Looking at a new approach forteachers and students
Fizza Sabir ,an international PhD candidate uses her background in psychology and education to look atteacher approachability.
Teacher approachability is not a topic that immediately grabsyour attention, but it is an essential part of what being ateacher is about. For Fizza Sabir, a PhD candidate at theUniversity of Adelaide,how comfortable undergraduatestudents feel about approaching their teachers with questionsor for advice is part of a larger look at enhancing therelationship between teacher and student to deliver a better working and learning environment.The topic of teacher approachability and the connectionsbetween wellbeing and adult attachment style combine
elements of two of Fizza‟s passions –
psychology andeducation. Taking the idea of adult attachment theory, she willinterview undergraduate students and teachers back inPakistan. She will then look at the personal characteristicsteachers identify as essential to approachability and thosedetermined by their attachment style and see if they match qualities students flag as the most
important when looking at a teacher‟s approachability.
“I haven‟t seen any research where attachment theory, approachability, wellbeing have all been
integrated. I think w
hat I‟m doing is different,” Fizza says.
Adult attachment theory is a psychology theory, looking at the attachment styles adults developthrough life. Most of the research Fizza has seen support that teachers of school children who fall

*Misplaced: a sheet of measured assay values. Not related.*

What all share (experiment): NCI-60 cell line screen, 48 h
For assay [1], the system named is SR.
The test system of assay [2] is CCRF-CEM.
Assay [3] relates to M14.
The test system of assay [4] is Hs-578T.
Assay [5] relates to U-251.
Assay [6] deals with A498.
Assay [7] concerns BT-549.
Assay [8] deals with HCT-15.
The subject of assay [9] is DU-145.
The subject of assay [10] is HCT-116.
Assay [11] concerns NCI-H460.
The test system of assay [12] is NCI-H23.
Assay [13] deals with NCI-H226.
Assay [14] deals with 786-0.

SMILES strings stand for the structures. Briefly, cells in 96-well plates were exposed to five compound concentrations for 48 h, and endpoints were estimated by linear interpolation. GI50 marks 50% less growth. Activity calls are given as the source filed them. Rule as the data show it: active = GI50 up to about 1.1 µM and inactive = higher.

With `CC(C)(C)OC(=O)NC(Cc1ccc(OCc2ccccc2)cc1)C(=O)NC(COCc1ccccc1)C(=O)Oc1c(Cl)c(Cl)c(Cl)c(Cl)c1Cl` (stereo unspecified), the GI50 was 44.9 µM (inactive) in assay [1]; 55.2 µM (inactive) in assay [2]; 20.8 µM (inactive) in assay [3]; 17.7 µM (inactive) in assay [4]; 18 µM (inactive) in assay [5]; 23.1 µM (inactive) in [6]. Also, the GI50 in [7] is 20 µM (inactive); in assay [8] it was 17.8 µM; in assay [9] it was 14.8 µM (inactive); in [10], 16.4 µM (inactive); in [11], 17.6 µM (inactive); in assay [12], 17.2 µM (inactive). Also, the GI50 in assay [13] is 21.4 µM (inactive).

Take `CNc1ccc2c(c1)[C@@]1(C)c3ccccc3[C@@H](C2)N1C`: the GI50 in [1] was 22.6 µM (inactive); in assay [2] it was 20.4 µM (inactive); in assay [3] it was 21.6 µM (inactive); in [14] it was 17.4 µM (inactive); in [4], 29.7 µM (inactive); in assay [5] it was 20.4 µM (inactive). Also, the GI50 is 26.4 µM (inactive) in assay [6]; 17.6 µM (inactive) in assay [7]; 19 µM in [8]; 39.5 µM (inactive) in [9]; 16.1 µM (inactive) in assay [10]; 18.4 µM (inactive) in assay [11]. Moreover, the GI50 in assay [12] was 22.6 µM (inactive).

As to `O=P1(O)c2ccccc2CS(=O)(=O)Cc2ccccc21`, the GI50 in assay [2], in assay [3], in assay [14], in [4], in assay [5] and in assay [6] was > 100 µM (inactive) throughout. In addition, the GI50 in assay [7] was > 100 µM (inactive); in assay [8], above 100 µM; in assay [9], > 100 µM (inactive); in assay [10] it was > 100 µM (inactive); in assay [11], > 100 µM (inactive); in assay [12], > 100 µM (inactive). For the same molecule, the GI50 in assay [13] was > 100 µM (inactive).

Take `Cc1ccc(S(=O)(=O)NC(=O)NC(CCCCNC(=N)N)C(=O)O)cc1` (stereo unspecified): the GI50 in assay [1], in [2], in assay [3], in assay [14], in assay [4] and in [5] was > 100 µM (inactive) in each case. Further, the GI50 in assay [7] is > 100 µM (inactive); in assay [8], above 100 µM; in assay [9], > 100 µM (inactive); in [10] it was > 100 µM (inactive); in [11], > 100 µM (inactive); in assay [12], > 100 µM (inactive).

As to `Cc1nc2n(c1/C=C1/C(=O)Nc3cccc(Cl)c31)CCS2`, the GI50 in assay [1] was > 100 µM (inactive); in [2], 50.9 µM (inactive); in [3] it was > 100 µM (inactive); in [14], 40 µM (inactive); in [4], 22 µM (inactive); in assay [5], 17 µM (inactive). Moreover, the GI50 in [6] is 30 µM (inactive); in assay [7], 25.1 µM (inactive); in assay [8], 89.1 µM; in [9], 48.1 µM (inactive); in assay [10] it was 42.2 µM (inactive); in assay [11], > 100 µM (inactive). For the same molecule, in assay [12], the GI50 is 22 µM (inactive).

into the “secure”
attachment style are much more approachable, and make for better teachers.While the application of a psychology theory to education and teaching styles is not unheard of,the fact that Fizza focuses on these issues at an undergraduate level is what makes her workunique.Initially studying psychology as an undergrad, she also worked as a teacher in private schools inbetween continuing her studies, both in Australia and Pakistan. She returned to Australia inFebruary 2012 to begin her PhD, after working as an Assistant Professor at the Fatima JinnahWomen University.
“When I could see some girls wanted to discuss some problems with other teachers, and theywere unable to, they would instead come to me and say, „tell us how we can solve this problem‟
hen you are an educator you think about when you were a student. I can recall when I was astudent, how difficult it was for me sometimes to approach certain teachers.
“They want to go for help, but they can‟t. Because of the barriers, because of the
have. I think this is what brought me to this topic,” Fizza says.